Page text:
One of the concepts I have struggled to understand over the last few years is that of “detachment” as it sometimes comes up when I’m reading about Eastern religions, like Zen Buddhism or the philosophy behind yoga. Not that I am planning on becoming a Buddhist or going deeper into yoga than is necessary to avoid further back trouble. But these concepts seem so important, and to have permeated popular consciousness so much, that I want to at least understand what it’s about. I know that “detachment” doesn’t really mean that the ideal is to get to a state where we don’t care about anything, but I can’t help having a negative reaction to it. I’m not detached, I’m attached — to my family, my job, my friends, my writing, my home. Why shouldn’t I be? I’ve wondered, over the years, whether this is one of the areas where Eastern and Western religion are fundamentally disparate. Does Christianity call us to attachment, while Buddhism and Hinduism strive for detachment?
Earlier this week, I had the beginnings of a sore throat. I have a lot of allergies in summer, which I’ve pretty much learned to live with, and along with the sneezing and watery eyes I sometimes have a scratchy throat. I realized the other day that I was expending a lot of mental energy trying to figure out whether my scratchy throat was due to a cold or allergies.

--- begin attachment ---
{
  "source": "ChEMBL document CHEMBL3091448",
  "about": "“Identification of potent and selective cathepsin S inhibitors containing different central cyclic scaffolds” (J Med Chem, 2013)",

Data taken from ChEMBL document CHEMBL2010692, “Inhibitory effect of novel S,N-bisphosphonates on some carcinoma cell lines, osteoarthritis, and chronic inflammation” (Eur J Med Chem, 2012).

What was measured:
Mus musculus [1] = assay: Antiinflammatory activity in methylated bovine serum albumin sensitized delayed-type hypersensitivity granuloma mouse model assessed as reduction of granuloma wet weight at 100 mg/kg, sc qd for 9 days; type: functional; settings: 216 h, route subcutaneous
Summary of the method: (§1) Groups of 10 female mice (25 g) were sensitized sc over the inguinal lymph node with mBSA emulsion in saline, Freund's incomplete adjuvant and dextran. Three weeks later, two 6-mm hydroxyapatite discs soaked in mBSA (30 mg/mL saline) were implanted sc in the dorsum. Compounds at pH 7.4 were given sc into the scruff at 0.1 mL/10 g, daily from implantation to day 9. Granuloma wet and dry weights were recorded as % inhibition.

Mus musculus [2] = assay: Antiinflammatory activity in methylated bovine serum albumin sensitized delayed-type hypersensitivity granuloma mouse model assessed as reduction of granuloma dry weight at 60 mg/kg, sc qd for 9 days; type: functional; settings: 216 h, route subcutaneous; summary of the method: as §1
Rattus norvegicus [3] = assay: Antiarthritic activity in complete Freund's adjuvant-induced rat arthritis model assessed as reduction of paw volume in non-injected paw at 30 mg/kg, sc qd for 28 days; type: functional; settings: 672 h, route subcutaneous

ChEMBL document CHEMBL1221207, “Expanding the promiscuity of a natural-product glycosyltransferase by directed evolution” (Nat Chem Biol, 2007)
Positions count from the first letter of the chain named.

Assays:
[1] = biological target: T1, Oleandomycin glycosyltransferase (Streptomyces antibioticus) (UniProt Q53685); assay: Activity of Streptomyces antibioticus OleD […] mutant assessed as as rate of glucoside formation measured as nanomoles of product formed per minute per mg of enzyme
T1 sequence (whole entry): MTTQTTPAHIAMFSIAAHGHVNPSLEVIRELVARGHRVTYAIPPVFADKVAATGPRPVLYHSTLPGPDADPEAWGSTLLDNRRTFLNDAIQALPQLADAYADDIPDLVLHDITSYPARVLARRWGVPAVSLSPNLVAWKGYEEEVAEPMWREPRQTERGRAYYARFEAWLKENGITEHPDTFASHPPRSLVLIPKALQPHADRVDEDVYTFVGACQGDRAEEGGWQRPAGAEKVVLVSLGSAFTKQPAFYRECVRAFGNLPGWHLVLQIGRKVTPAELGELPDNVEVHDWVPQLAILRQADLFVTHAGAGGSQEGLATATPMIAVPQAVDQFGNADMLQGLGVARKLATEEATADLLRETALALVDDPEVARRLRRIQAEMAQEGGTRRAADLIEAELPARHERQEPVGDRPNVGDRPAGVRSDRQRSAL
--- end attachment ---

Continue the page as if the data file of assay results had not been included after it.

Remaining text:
Why am I worrying about this? I wondered. Whether it’s caused by allergies or a cold, my throat feels the same — ticklish, but bearable. Why do I care so much what’s causing it?
I knew the answer to that one immediately: If it was a cold, then it was going to get worse. My mental anguish was caused, not by the very minor and manageable tickle in my throat, but by the fear of a possibly worse sore throat in a few days. It was the suffering that I might (theoretically) endure later, and the inconvenience this would cause to my week’s plans, that was worrying me. It was as perfect an illustration as I could hope for of how our fears, our thoughts about the future, create suffering when the reality of the present moment is not, actually, all that bad.
Stay in the moment. That’s all it’s about. I’m starting to get it.
I did have a sore throat for a day or so, but it wasn’t that bad, as long as I just lived with it rather than projecting about how bad it might get. I’m lucky — I’m not a hardcore worrier like many people I know. I feel really sorry for the people who are just haunted and driven by fears of the future, and don’t find it easy to lay those aside and just live in today. It’s a much greater struggle for some people than it is for me, I know. For me it’s mostly a matter of constantly reminding myself: I’m here now. All I have to deal with is what’s happening now — not everything that might possibly happen in the future.
Buddhists say that suffering is caused by fear and desire. OK, I get it about fear, but what’s so bad about desire? Don’t we all want and hope and dream for the future? I know I do.
But I’m starting, very slowly, to learn that emotionally investing in the future — telling yourself, “It’ll all be OK when this happens,” or, “I’ll be happy if that works out,” is the deadly thing.